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Is China Ready For Democracy?

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posted on Apr, 12 2005 @ 10:45 AM
Dr Sun Yat-Sen (Sun Zhong Shan), revered by all Chinese as the "Father of Modern China", envisioned a democratic China based on the "principles of nationalism, democracy and equalization". He established the Chinese Republic in 1912, only to have it degrade into anarchy and be eventually succeeded by the semi-fascist government of Chang Kai-Shek's Nationalists, whose transgressions against the Chinese people eventually culminated in the communist revolution of 1949. The Chinese Communist Party (CCP) then ironically proceeded to become the very monster that it had fought so hard against, until the mid 1980's when Deng Xiao Ping instigated reforms and opened up China's doors to the outside world.

Today, China's government is an anomaly in the political spectrum; not traditionally communist but certainly not democratic, not entirely capatilistic yet possessing one of the fastest growing economies in the world. Calls for true democracy in China can be heard from outside of the motherland, and sometimes from within by those brave enough to speak out. So the question must be asked: Is Mainland China ready for democracy?

The CCP continues to slowly reform, advancing the development of the country, and cleaning up the corruption within its ranks; but not quickly enough for some, and many doubt that the CCP will ever relinquish power to a multi-party system. The CCP claims that the Chinese people are 'not intellectually capable' of democracy and that China would degrade into anarchy if it were instituted. The party calls the current system "socialist democracy" and claims that people under this system have it better off than those in the West. - China ready for democracy in 1940s, not today
In an interview in September 2000 with CBS' Mike Wallace, China's then-president Jiang Zemin explained why Chinese people can't be allowed to have universal suffrage at this time: "The quality of our people is too low." There, in a simple statement, the people - supposed masters of the country - were deemed not fit for democracy, because once the ignorant, the unqualified, acquire the right to choose their government, "chaos will ensue," Jiang predicted. So the people are too stupid to know what is good for them. Only Papa, the Communist Party of China, knows best.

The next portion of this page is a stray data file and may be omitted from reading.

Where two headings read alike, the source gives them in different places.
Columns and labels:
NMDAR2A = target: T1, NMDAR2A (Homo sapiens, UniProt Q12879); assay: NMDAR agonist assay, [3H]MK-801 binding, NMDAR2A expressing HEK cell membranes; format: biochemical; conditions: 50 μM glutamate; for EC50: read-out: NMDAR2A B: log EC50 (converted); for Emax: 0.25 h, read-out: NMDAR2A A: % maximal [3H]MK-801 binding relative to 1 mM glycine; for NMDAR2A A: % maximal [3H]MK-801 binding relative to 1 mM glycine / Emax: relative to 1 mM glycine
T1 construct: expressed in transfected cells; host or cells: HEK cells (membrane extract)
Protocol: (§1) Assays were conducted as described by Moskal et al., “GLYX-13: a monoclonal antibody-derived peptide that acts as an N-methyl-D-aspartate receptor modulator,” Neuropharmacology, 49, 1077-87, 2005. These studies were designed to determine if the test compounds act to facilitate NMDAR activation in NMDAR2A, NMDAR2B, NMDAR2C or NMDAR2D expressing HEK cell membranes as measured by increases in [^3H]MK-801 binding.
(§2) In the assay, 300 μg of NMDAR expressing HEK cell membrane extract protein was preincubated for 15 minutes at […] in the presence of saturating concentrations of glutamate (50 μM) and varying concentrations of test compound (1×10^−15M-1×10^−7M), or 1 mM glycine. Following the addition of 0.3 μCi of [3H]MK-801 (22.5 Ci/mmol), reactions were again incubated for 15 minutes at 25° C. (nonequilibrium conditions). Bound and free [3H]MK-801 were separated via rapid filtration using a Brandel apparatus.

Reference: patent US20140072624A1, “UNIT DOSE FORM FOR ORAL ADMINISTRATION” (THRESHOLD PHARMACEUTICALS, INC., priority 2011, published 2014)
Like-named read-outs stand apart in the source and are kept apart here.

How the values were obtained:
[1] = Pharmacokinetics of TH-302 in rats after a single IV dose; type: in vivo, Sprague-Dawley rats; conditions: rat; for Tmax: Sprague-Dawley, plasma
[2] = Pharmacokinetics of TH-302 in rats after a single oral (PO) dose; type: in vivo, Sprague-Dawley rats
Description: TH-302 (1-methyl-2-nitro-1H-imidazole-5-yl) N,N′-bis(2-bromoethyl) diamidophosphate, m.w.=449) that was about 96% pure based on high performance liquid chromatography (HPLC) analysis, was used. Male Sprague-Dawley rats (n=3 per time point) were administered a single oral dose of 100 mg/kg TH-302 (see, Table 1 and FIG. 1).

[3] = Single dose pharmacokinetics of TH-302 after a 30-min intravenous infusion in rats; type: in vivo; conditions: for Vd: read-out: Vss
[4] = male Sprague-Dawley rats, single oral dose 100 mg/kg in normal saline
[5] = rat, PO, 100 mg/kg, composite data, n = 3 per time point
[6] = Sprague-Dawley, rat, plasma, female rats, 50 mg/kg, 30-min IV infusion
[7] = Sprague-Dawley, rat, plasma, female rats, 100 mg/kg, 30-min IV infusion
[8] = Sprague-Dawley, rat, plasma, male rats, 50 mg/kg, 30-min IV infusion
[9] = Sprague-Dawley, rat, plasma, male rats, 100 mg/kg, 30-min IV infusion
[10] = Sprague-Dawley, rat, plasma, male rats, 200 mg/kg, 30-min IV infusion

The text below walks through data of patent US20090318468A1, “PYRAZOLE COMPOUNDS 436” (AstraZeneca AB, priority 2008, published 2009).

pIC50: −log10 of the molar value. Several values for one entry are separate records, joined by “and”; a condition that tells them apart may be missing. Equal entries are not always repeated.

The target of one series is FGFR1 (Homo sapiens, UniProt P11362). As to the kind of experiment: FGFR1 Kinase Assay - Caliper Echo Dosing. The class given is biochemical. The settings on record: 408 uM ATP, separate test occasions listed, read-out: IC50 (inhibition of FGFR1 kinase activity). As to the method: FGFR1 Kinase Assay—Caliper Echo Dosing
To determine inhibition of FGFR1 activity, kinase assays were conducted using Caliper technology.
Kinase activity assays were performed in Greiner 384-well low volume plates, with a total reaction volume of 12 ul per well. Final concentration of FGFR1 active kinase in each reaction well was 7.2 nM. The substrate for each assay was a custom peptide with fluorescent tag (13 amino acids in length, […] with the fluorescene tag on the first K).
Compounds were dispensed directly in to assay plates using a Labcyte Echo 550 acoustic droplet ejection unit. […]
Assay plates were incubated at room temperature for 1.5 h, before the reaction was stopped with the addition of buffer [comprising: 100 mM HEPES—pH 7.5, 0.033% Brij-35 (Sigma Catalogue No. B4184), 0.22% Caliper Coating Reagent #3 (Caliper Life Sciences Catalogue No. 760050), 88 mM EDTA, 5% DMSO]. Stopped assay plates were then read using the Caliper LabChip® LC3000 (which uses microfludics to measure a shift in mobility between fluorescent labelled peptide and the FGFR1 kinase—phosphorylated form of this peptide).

This is a strange view to take of a country that has produced eight Nobel Peace Prize winners to date. However, the argument does hold some validity when one considers that the China we see on television and in the newspapers does not constitute the true 'meat' of China. The steel and glass buildings of bustling Shanghai and Beijing are like diamond rings on a beggar. The majority of China's population lives in the country's interior where standards of living and education levels could definitely see some much-needed improvement.

But on the whole, China's education levels are reasonable, and the argument could also be made that the ability to choose one's government is a right, not a privelage given based on one's ability to read and write. Even the most uneducated farmer understands the decisions that will affect his particular piece of the world and can still make a valid choice as to which party will benefit his livelihood and his family the most.

So, a few questions:

If Chinese government were to become a democratic, multi-party system, then how would it be achieved? One thing China doesn't need is another violent revolution.

Would economic collapse incite another revolution, or change of government? The Chinese people are usually fairly happy as long as they have enough food to eat and a reasonably comfortable life, but deny them those and they rise up like an bear roused from its slumber by a kid with a firecracker.

Can the CCP truly be trusted to one day institute democracy? Or are they too addicted to the power, and yes, the personal benefits that come with socialist rule?

If democratic elections were instituted in China, would it result in anarchy? The organisation of 1.3 billion people to vote would be an absolute nightmare. The Chinese love to protest, to argue and to revolt. Would they ever be able to accept the results of an election peacefully?

Accusations of incompetence and unfitness to rule have been levelled at Taiwan's Democratic Progressive Party (DPP) and Iraq's newly formed government. Would a new party, with no experience at controlling the powerful yet lumbering beast that is the Chinese economy, be qualified to run the country?

Your thoughts?

[edit on 2005/4/12 by wecomeinpeace]